Cuffs are adjusted with velcro
A warm jacket is a must for thru-hiking but we can get away with lighter versions because when we hike we stay warm anyway and when we stop, if it’s too cold, we just get into our sleeping bags. So, they are reserved for an hour or so at the end of the day when setting up camp and first thing in the morning. If the weight compromises warmth then we just add more of the little bits of our other clothing. So, the Anti Freeze would lend itself more, for me at least, to maybe one night’s camp somewhere where weight is not too much of a concern, maybe even a two or three nighter.
However, the Montane would score well in the durability area. New downs on the market at the 1000 Fill Power, or just under, will possibly suffer a limited lifespan. Incredibly light they may be but they are not as durable as the 600 to 800’s. Also, more minimalist thru-hiker specific gear uses materials that are shaved down to the bare minimum to save those excess grams and perhaps will not last as long. The Montane is built to last and it shows.
My old Anti Freeze, now coming up to 4 years old, spent 7 months compressed in a rucksack for the day, occasionally got wet, and went through a variety of temperatures. It also was slept in on colder nights and had to deal with the general roughness and grime through that amount of time in the field. It is still perfectly useable now. So, on the flip side of the coin it does have attributes that would make it suitable for thru-hiking; the durability and lower cost (always a concern) over more specific brands.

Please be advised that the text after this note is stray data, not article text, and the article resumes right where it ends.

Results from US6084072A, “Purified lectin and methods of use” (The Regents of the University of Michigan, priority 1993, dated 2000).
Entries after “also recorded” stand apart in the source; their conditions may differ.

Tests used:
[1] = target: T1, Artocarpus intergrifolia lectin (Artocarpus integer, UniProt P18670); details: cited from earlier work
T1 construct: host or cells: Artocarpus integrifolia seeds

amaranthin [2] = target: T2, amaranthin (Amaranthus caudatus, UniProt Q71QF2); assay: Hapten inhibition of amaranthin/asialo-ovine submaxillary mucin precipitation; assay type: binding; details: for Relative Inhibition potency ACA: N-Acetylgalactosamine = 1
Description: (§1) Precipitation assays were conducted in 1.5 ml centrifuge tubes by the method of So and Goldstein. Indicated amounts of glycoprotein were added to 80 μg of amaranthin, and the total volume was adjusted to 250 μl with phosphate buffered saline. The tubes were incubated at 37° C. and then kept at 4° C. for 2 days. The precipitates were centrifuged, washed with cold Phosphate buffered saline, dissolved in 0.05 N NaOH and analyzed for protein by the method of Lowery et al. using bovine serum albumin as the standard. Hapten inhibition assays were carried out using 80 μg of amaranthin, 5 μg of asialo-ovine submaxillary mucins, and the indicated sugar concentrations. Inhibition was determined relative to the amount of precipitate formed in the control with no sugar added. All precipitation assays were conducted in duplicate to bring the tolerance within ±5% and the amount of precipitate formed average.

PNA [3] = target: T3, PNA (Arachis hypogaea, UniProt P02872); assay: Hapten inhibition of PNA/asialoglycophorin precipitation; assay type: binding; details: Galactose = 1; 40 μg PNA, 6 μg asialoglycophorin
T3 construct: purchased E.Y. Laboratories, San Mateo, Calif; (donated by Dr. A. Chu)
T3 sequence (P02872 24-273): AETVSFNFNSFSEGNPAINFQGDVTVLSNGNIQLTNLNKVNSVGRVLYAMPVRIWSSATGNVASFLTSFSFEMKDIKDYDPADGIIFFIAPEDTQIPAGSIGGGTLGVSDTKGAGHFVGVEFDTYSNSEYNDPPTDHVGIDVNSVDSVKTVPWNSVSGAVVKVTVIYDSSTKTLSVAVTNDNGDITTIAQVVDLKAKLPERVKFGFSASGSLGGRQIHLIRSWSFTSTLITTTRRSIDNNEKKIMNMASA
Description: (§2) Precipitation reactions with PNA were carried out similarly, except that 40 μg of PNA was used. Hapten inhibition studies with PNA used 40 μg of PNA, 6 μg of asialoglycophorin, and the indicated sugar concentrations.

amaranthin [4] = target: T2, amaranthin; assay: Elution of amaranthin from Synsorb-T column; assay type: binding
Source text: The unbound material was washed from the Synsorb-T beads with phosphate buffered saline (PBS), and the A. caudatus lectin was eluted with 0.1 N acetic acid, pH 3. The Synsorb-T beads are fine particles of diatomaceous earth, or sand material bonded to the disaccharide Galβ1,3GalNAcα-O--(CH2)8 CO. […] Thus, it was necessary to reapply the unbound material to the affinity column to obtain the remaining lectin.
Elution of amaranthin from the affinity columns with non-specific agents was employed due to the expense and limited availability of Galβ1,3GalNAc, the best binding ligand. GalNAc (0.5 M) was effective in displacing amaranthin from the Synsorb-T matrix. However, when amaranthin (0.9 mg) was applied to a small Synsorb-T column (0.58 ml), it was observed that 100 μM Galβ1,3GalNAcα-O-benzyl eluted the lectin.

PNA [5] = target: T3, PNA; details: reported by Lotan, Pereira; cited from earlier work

Size is an important factor. Some manufacturers sizing is perfect for one, not for another and we all know the brands that fit us well and would perhaps veer towards them. The Montane medium is a perfect fit for me; it is not restricting even when stretching up for example. The back panel is a tad lower than the front of the jacket to keep the lower back covered when bending over. The sleeves stop just where I want them too.
It’s neatly stitched and constructed which is synonymous with Montane and there are some sweet touches. The inside the collar is lined with a fleece material and is pleasant on the skin, it also comes a good way up the neck. A zip collar park prevents that nasty cold zip touching your skin, sometimes us outdoorsy geeks really are wimps. We can go for a 2000 to 3000 hike no problem but deal with a frigid zip on the skin, come on!
Zip Park – Cushty
There’s a decent sized, zipped chest pocket and two hand pockets as well. All the zips have a small puller but it is made from a soft rubber that is easy to grip. There is a baffle behind the main front zip which helps with this weak insulation area and the cuffs are Velcro adjusted. A toggled elastic cord around the jacket bottom helps you adjust for a decent fit.
Montane is available from many outlets in the UK. I am obliged to give you the disclaimer bit here and say that mine was sourced from Nightgear for a review on this blog.